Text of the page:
Up until that star defining moment in Atlanta, Kerri Strug was known as a very solid and dependable gymnast, who was always being outshone by someone else. She was in the shadows of Kim Zmeskal and Shannon Miller especially, but I think she also got less attention than some of the flashier women on the ’92 and ’96 women’s gymnastics teams. In 1992, the Olympic teams included exotic Betty Okino, who was mesmerizing on the balance beam, and Dominque Dawes, who was an incredible all around performer, but especially shone on the floor exercise. Dawes had a remarkable career and competed in THREE Olympics! When I think of how much physical, mental, and emotional trauma these young women go through to be gymnasts, I’m amazed anyone ever does more than one Olympic stint in women’s gymnastics. Kerri laments that she was often dependable in her competitions, but she always wound up just missing the cutoff for all around competitions in major meets, or she’d wind up being the alternate. Fortunately, that didn’t happen in 1992 or 1996, when it was time to name the Olympic teams.

A rather fuzzy Strug memory from the ’92 Games.

Kerri mentions that after the 1992 Olympics, she thought maybe she’d like to retire from the sport and be a “normal” teenager. Bela and Marta Karolyi had said they were going to retire from coaching, and it appeared that they were staying true to their word. Kerri’s dad had come up with a plan for making major decisions– to give them 24 hours before acting. After the ’92 Games, Strug’s family took a vacation in Europe, then Kerri went back to Arizona… and decided she wasn’t finished with her career as an athlete. But unlike a lot of her friends, Strug meant to stay a gymnast– she wouldn’t go on to be a cheerleader or a diver, like some of the other gymnasts she knew had after they quit elite gymnastics. But who was going to coach her, if the Karolyis were quitting?

One of the most interesting passages in Kerri Strug’s book is about how she “coach hopped” after her first Games. After consulting with Bela Karolyi on who should be his successor as her coach, Kerri started off at Kevin and Rita Brown’s gym near Orlando, Florida. The Browns had also coached Brandy Johnson, who was an ’88 Olympian, as well as Wendy Bruce, who was one of Strug’s teammates on the ’92 team. But that arrangement didn’t work out, because Kevin and Rita Brown were having marital difficulties and Kevin Brown stopped coming to the gym.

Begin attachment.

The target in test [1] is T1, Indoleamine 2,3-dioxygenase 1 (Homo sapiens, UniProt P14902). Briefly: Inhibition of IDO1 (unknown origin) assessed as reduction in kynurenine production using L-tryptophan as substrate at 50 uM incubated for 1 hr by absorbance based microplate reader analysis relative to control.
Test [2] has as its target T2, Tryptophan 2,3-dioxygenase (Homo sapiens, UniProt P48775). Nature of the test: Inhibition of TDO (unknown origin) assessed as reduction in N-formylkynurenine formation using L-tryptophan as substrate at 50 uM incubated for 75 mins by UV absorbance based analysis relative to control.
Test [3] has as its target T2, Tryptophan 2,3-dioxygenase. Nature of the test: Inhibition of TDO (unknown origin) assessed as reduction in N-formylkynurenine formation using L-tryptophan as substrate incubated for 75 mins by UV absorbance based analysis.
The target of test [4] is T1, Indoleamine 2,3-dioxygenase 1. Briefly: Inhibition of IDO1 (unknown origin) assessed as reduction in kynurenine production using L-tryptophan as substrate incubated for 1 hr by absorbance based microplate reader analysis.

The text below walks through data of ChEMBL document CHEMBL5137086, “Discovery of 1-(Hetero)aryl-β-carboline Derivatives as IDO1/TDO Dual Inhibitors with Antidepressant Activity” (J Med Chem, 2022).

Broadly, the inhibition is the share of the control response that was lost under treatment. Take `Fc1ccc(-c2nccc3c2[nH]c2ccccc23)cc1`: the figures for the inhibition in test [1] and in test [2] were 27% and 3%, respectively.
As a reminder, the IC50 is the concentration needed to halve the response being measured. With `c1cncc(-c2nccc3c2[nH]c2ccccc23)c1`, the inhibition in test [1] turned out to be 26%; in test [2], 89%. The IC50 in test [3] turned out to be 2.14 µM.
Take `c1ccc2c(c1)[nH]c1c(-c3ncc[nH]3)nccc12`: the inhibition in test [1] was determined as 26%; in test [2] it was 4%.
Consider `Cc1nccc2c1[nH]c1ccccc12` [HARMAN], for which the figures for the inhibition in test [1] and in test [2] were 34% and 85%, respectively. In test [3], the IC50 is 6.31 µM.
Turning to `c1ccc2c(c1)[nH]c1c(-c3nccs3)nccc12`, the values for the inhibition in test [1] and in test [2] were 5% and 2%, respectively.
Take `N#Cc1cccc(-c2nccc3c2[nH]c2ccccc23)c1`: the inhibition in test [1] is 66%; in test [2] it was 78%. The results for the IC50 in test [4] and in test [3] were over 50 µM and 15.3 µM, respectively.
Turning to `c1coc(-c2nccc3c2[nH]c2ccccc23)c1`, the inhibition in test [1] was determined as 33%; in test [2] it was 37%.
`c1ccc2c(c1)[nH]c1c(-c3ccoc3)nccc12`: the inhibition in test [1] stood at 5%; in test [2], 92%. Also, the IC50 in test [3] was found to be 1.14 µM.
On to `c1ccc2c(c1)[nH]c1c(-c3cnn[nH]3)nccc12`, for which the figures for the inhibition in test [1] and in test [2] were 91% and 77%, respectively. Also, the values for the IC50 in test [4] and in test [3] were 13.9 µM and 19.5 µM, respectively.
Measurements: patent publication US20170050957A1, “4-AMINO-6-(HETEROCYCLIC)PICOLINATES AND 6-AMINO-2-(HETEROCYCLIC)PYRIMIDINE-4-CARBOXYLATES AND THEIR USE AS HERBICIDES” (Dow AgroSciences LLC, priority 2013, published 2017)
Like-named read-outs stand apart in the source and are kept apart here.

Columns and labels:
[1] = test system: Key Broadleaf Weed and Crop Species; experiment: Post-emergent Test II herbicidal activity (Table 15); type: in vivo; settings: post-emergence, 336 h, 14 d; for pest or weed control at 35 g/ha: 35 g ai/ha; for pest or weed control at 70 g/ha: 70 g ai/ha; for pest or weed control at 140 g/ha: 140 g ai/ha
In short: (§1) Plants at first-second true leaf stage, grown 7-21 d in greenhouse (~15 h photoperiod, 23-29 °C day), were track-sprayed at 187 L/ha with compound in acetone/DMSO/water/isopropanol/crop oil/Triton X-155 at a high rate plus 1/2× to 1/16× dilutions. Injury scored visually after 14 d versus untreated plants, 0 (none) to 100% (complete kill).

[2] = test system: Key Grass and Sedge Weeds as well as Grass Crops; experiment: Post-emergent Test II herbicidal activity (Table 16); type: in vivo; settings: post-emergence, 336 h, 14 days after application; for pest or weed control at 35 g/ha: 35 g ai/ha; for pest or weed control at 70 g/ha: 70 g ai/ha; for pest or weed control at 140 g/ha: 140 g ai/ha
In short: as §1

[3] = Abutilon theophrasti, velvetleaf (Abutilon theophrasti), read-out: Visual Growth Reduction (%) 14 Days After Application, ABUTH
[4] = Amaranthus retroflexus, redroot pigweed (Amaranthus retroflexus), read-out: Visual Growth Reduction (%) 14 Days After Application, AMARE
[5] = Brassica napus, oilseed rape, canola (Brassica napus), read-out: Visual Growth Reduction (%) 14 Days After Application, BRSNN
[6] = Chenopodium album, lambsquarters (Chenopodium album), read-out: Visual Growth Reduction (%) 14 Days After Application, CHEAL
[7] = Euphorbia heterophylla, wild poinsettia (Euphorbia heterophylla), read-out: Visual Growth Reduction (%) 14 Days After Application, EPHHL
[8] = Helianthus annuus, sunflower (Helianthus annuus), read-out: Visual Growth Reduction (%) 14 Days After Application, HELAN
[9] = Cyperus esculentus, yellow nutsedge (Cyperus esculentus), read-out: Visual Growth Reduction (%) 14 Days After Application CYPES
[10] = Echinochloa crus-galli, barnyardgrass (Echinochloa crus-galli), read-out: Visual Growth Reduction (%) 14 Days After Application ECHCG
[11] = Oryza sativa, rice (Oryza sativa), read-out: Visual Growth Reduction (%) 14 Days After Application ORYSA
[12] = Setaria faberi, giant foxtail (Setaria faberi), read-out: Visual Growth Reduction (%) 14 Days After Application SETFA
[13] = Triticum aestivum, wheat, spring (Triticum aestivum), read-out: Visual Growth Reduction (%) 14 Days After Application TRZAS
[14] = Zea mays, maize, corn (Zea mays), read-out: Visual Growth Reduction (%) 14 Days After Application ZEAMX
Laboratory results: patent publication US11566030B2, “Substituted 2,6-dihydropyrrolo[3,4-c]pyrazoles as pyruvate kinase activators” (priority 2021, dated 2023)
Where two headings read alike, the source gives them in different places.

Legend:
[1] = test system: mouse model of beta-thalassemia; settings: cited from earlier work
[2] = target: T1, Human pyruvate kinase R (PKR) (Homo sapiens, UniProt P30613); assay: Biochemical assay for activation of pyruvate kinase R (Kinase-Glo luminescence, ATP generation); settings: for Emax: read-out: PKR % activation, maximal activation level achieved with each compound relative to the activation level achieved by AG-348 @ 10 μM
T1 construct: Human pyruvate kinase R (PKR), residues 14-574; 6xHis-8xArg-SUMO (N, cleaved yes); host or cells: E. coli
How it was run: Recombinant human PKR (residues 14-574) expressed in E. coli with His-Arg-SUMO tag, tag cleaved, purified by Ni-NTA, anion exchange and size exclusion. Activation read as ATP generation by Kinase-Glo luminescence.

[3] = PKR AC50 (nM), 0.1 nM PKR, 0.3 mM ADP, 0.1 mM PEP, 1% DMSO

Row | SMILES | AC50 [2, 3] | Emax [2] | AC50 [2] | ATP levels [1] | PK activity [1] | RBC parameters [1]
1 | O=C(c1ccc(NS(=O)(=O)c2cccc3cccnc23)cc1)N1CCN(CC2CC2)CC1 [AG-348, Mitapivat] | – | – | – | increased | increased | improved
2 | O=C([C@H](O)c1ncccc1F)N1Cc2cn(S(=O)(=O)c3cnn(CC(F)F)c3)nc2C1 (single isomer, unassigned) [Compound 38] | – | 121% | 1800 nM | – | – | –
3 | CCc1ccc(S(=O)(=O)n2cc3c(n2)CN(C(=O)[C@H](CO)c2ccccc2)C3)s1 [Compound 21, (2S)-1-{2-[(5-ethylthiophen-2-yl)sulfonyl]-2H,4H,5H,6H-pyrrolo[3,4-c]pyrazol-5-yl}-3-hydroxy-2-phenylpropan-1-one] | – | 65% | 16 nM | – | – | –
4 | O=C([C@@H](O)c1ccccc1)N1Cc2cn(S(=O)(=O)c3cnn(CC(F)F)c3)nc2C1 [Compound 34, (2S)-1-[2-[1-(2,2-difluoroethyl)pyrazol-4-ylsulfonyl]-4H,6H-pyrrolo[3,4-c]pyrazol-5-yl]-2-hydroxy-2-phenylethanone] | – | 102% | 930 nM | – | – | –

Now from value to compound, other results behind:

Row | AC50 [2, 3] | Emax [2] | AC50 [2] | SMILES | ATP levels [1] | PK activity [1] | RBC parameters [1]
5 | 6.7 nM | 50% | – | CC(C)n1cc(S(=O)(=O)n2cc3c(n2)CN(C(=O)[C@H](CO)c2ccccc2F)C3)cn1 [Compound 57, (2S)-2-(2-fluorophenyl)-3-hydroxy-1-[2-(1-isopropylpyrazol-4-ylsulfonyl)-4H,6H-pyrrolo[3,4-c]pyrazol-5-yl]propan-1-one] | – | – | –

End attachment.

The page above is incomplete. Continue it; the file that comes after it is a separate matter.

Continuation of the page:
So then, Kerri moved to Oklahoma City, Oklahoma, to work with Steve Nunno. Nunno was once a coach at Karolyi’s gym before starting his own. He was Shannon Miller’s coach, and Miller was, at that time, the most decorated American women’s gymnast in history. But Nunno’s gym was also not a good fit for Strug. She tore a stomach muscle working with him and also vaguely alludes to flirting with an eating disorder. Her parents– dad in particular– were not going to allow Kerri to neglect her health in the name of pursuing Olympic gold.

Strug worked with a couple more coaches before the Karolyis decided they weren’t done with coaching gymnastics, after all. Apparently, Karolyi was the right coach for Kerri Strug, even though so many people have decried his methods, calling him abusive and manipulative. She went back to Houston and prepared for the Atlanta Games, much to the consternation of at least one coach who was apparently pissed off that he wasn’t going to get a chance to prove himself with an Olympian.

My thoughts on Kerri’s book